However, most physicians agree that it’s important to check a woman’s hCG levels so that she may be ready to conceive again once they’ve normalized. This is because it’s possible to get a false-positive test reading from a pregnancy test if your hormone levels are still high from the previously failed pregnancy. Also, if you are actively trying to conceive again and your hCG hormone levels are still dropping, it may appear like another miscarriage when testing, while the numbers are still referring to the first pregnancy.
In another study published in Laboratory Medicine, following an emergency surgical procedure to manage an ectopic pregnancy, the patient’s hCG levels remained high for a long period. This was a sign there was still some tissue from the previous pregnancy that stayed behind in the uterus. Under these conditions, the physician has to remove the tissue with further treatment, and medication becomes necessary before conditions are deemed suitable for another pregnancy. The study found that close collaboration between the laboratory and clinical service is essential in the interest of optimal patient care.
While it’s estimated that between 10-20% of pregnancies end in miscarriage, they can still be devastating to expectant parents. It can be particularly hard on the mother because she still has to deal with the rollercoaster of hormones flooding her body, even though the baby the hormones are there for no longer lives. She might also have to deal with feelings of loss and the fear of it happening again. Some women also experience emotions like guilt over the loss and anxiety about not being able to conceive again.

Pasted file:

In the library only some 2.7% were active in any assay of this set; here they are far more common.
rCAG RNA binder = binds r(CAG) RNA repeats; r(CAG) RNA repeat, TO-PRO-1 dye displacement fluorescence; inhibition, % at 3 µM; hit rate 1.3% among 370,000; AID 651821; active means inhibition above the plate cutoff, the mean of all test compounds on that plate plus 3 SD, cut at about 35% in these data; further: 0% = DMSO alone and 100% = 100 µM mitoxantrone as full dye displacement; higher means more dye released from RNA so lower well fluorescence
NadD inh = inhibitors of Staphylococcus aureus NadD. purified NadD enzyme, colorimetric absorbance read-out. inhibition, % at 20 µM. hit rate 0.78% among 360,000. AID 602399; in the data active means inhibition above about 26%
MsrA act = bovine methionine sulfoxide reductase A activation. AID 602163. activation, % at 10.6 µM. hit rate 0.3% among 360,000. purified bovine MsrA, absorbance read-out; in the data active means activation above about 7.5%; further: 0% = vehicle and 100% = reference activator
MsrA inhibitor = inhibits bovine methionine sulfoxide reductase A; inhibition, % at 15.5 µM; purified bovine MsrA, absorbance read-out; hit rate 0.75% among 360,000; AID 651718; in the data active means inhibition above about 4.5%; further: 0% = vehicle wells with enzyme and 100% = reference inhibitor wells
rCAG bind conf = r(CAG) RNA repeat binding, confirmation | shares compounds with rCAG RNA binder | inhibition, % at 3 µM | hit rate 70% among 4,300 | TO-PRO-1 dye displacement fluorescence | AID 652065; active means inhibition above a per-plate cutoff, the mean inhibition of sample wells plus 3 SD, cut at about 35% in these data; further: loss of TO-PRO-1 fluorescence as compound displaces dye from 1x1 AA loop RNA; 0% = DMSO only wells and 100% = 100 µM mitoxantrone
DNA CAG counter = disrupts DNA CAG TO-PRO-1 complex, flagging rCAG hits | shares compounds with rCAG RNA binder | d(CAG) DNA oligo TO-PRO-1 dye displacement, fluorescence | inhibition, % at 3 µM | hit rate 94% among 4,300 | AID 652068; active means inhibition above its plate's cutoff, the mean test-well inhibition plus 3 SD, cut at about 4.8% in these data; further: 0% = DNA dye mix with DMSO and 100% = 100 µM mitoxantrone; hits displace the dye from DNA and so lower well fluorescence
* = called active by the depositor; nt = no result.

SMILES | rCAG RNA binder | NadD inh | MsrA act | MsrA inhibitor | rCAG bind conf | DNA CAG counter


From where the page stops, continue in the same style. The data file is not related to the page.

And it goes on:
At the same time, a miscarriage is often not discussed - or if it is, it is not always treated with the same sympathy the parents would have received, had they lost a baby born at full term. Recovering from a miscarriage is not a one-size-fits-all, but the emotional component needs to be prioritized as much as the physical. It can help to speak to other women who have suffered similar losses - take comfort in friends, family, and support groups, if necessary. Nobody needs to feel like they’re going through it alone, and this can take time. The partner should also receive support since they also suffered a loss, even though they weren’t physically carrying the baby.
To promote recovery and support future efforts to conceive, the following steps are advised:
1. Speak to your doctor about any underlying health issues that may get in the way of your recovery and future pregnancies
2. Carefully watch your stress levels. Try breathing exercises, mindfulness, and spending time in nature
3. Try to keep your weight at a healthy level
4. Limit caffeine and alcohol, and if you smoke, stop
Schliep, Karen C. Ph.D.; Mitchell, Emily M. Ph.D.; Mumford, Sunni L. Ph.D.; Radin, Rose G. Ph.D.; Zarek, Shvetha M. MD; Sjaarda, Lindsey Ph.D. Schisterman, Enrique F. Ph.D. Trying to Conceive After an Early Pregnancy Loss, Obstetrics & Gynecology: February 2016 - Volume 127 - Issue 2 - p 204-212 doi: 10.1097/AOG.0000000000001159
Michelle Kurt-Mangold, MD, Bradley J. Van Voorhis, MD, Matthew D. Krasowski, MD, Ph.D., Persistent Human Chorionic Gonadotropin After Methotrexate Treatment and an Emergency Surgical Procedure for Ectopic Pregnancy, Laboratory Medicine, Volume 46, Issue 3, 1 August 2015, Pages 254–258, https://doi.org/10.1309/LMTDRFGJVJIM3VNM
Danielson, K. 2020. How long until HCG falls to zero after miscarriage? Verywell Family. https://www.verywellfamily.com/how-long-until-hcg-falls-to-zero-after-miscarriage-2371511